The Federal Trade Commission has authorized an action to block the proposed merger of Jefferson Health and Albert Einstein Healthcare Network, both providers of inpatient general acute care hospital services and inpatient acute rehabilitation services. The systems operate in both Philadelphia County and Montgomery County, Pennsylvania.
The FTC issued an administrative complaint alleging that the proposed merger would reduce competition in both counties.
According to the complaint, Jefferson and Einstein have a history of competing against each other to improve quality and service, for example by upgrading medical facilities and investing in new technologies. The proposed merger, the complaint contends, would eliminate the robust competition between Jefferson and Einstein for inclusion in health insurance companies' hospital networks to the detriment of patients.
The Commission has authorized staff to seek a temporary restraining order and a preliminary injunction to prevent the parties from consummating the merger, and to maintain the status quo pending the administrative proceeding. The FTC, jointly with the Pennsylvania Attorney General, will file a complaint in federal district court.
WHAT'S THE IMPACT
Jefferson and Einstein offer a broad range of medical and surgical diagnostic and treatment services that require an overnight hospital stay, known as inpatient general acute care, or GAC, services.
Einstein's GAC hospitals compete significantly with Jefferson's GAC hospitals in and around North Philadelphia and Montgomery County. The complaint alleges that, as a result of the merger, the parties would control at least 60% of the inpatient GAC hospital services market in and around North Philadelphia, and at least 45% of that market in and around Montgomery County.
Inpatient rehabilitation facilities, or IRFs, provide intensive multi-disciplinary rehabilitation services to patients previously treated at GAC hospitals who are recovering from serious, acute conditions such as a stroke, traumatic brain injury or spinal-cord injury.
Collectively, Jefferson and Einstein operate six of the eight IRFs in the Philadelphia area in and around Einstein's flagship Moss at Elkins Park facility. According to the complaint, as a result of the merger, the parties would control at least 70% of the inpatient acute rehabilitation-services market in the Philadelphia area.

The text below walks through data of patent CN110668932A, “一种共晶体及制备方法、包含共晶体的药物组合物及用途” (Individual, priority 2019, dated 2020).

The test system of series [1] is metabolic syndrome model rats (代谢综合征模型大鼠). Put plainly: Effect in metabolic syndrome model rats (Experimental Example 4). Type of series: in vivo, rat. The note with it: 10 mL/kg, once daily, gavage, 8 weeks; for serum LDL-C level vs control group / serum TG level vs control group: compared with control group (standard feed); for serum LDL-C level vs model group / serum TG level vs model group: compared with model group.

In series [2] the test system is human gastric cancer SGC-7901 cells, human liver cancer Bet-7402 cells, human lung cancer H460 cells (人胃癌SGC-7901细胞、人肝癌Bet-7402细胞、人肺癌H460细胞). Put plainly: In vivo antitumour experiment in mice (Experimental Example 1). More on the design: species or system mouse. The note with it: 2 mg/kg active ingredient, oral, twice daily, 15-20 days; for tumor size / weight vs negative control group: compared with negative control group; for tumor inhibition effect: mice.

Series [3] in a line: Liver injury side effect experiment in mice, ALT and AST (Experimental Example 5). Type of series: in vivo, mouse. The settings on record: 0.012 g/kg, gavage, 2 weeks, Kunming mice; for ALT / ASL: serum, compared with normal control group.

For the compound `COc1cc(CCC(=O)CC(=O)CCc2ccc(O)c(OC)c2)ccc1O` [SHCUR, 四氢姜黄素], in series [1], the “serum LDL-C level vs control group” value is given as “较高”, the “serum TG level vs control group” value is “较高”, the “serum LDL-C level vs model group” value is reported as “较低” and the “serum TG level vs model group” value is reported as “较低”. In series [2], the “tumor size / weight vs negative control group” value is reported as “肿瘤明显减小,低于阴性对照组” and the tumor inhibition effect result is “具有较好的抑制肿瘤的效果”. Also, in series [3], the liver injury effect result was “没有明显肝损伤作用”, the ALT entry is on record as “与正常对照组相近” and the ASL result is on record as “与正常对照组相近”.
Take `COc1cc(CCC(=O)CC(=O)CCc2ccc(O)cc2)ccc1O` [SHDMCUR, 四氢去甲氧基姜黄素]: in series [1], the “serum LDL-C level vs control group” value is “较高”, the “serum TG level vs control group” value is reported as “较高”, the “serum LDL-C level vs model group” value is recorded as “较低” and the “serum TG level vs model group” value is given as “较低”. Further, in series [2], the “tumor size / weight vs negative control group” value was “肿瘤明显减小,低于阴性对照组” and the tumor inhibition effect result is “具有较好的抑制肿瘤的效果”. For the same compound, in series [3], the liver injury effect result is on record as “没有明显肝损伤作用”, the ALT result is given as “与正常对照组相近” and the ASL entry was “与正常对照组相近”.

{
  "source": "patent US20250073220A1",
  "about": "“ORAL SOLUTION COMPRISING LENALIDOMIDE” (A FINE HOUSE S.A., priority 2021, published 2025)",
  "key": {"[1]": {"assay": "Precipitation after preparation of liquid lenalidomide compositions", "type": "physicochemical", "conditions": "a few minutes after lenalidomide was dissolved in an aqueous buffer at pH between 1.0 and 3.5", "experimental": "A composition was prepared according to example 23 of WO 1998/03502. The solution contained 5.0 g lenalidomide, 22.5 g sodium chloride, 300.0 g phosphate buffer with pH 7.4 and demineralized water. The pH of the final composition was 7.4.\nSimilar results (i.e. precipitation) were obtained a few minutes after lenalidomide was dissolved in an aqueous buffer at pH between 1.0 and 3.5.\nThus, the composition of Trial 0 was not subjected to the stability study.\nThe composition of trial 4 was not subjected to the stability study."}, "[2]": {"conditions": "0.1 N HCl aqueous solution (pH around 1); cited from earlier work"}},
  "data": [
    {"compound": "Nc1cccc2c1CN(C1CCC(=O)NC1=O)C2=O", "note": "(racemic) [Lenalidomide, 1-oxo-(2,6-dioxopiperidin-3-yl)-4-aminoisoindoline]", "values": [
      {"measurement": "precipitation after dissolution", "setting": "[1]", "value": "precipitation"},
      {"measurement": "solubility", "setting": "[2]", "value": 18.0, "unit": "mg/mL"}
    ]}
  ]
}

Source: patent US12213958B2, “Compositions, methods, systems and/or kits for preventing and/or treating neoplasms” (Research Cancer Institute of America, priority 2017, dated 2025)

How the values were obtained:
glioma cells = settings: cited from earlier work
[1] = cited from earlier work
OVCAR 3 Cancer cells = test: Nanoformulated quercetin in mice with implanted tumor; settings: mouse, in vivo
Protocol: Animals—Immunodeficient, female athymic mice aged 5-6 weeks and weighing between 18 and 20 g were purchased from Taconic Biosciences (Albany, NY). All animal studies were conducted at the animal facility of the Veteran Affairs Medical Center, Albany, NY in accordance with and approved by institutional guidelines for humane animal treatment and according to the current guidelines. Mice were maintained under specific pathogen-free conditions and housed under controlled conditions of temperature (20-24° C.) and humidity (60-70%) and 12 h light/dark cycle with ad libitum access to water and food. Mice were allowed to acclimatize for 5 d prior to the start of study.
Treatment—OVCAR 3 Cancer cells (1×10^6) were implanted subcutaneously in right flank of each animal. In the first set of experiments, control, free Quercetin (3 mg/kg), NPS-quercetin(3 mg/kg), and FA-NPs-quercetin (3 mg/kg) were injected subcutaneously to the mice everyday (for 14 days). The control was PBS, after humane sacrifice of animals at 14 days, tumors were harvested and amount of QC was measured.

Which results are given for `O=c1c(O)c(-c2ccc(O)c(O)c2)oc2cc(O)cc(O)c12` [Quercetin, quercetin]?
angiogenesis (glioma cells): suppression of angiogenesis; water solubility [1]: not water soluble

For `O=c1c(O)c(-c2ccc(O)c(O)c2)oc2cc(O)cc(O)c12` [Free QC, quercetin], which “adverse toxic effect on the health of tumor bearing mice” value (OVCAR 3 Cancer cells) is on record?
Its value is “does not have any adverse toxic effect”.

The Commission vote to issue the administrative complaint and to authorize staff to seek a temporary restraining order and preliminary injunction was 4-0-1. The administrative trial is scheduled to begin on September 1, 2020. The federal court complaint and request for preliminary relief will be filed in the U.S. District Court for the Eastern District of Pennsylvania.
THE LARGER TREND
The two organizations announced their intent to merge in September 2018, with Dr. Stephen K. Klasko, president of Thomas Jefferson University and CEO of Jefferson Health, saying at the time that the move was "a critical step forward for the students and patients of both institutions and equally as important for our community as a whole."
"This merger will enhance the services provided to our patients and their families in the communities we serve, and Einstein will continue living its mission of providing high-quality care with humanity, humility and honor," read a statement on the Jefferson Health website.
ON THE RECORD
"Patients in the Philadelphia region have benefited enormously from the competition between the Jefferson and Einstein systems," said Ian Conner, director of the FTC's Bureau of Competition. "This merger would eliminate the competitive pressure that has driven quality improvements and lowered rates. Throughout our investigation, we have benefited from close cooperation with our partners in the Office of the Attorney General of Pennsylvania."